The Covid-19 pandemic hit developed countries disproportionately compared to countries in sub-Saharan Africa. Many health systems in the European Union were left understaffed as a result of the carnage that accompanied the pandemic mainly during its first year when vaccines were still being developed. The UK, for example, was left with a staff deficit of about 40 000 health personnel.
Young people in sub-Saharan Africa saw an opportunity in this. Zimbabwe has been at the forefront of the migration to take up these jobs. But that has come with its own problems: in the euphoria to migrate and seek better lives abroad, many young Zimbabweans, especially women, have enrolled in three-month courses in what is called care work, on completion of which they are shipped to the UK, the preferred destination for historical reasons.
But the majority of them have not been circumspect about who is recruiting them and facilitating their passage and employment in the new homes. That has presented a major problem, according to reports emanating from the UK and other European countries. It turns out there is an elaborate ring of crooks who have grabbed the chance to exploit these desperate people. The result has been that the whole process of recruiting, training and transportation of these young people is in fact human trafficking. Human trafficking is quickly become the biggest source of illicit money; some say it has overtaken drug trafficking.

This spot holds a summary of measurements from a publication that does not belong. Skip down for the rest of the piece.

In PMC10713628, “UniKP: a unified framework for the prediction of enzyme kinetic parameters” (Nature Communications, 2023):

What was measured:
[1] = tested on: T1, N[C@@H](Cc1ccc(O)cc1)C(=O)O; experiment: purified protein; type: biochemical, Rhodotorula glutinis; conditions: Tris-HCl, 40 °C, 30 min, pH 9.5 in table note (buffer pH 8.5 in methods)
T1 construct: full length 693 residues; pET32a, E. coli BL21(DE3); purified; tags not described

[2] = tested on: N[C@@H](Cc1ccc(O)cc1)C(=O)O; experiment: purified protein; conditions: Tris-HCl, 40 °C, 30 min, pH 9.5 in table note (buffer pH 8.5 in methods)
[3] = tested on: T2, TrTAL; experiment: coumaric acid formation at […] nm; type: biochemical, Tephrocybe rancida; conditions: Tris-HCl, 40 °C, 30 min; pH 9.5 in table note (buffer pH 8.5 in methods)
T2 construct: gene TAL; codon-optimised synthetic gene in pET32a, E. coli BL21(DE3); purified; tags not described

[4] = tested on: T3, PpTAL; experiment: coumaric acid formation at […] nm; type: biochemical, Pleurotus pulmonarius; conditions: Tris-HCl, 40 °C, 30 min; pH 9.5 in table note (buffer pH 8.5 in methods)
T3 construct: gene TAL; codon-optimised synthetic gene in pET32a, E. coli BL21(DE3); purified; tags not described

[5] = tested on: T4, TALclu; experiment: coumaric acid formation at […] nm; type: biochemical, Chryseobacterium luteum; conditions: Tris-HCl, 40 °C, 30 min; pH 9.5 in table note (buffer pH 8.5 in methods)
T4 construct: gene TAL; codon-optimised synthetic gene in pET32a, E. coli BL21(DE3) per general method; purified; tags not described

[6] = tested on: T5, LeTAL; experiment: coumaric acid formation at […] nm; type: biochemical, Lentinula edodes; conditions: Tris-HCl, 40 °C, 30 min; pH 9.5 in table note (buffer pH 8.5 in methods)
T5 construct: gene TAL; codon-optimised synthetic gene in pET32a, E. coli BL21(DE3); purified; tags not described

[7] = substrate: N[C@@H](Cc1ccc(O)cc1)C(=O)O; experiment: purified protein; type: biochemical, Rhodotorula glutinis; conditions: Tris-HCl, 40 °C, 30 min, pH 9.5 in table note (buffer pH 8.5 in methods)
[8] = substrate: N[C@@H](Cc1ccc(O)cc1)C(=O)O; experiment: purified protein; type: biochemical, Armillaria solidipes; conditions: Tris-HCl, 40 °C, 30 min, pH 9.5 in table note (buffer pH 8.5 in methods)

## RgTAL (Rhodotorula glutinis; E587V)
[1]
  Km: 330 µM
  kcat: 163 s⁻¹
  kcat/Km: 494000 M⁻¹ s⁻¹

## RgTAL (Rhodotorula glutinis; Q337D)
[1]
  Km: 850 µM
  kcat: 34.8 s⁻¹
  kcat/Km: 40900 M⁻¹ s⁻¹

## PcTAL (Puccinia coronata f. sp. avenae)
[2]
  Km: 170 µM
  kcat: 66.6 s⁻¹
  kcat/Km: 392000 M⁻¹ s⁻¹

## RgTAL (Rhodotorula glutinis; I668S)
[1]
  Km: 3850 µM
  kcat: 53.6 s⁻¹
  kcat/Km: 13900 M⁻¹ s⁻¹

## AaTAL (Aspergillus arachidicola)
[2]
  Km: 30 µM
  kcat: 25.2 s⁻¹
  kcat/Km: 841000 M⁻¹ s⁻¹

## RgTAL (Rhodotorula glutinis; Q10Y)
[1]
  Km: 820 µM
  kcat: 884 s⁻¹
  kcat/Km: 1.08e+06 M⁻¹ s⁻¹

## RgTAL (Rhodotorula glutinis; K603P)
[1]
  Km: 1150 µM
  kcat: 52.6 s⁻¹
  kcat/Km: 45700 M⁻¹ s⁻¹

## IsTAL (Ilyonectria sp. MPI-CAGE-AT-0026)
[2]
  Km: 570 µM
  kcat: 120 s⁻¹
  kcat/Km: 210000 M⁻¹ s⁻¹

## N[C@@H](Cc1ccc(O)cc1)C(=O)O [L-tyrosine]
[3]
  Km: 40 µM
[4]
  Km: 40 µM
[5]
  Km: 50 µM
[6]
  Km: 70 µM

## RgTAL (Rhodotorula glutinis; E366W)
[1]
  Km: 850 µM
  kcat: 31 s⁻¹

When people are moved across borders through fraud so they can provide some type of labour, they have been trafficked. It is now in the public domain that the people who have opted to go and do care work abroad are bonded by those who have facilitated their movement. When they get the jobs, they surrender as much as 50% of their earnings to the traffickers ostensibly to pay back for the training and transportation they got. This leaves the young people with not enough for self-sustenance. For the young women, the choice is stark; in the worst case scenario they move into prostitution to survive. Lucky ones find men to cohabit with or marry. No wonder then, why young women in the diaspora quickly get in and out of “marriages”.
Before the huge demand for caregivers, recruitment was done by professional bodies and people could check with say, the British Council, whether employment agencies involved were bona fide outfits whose credentials could be verified. Often the recruits, who were properly qualified nurses and doctors, were employed by the UK’s National Health Service. But now the half-cooked caregivers mostly don’t qualify for positions in the NHS so find themselves working for private homes which are difficult to monitor.
The debate about these trafficked people should be escalated to the British parliament where it should be treated with the seriousness it deserves and an audit made across the country to stop it. The UK government must play its part to stop this disgrace.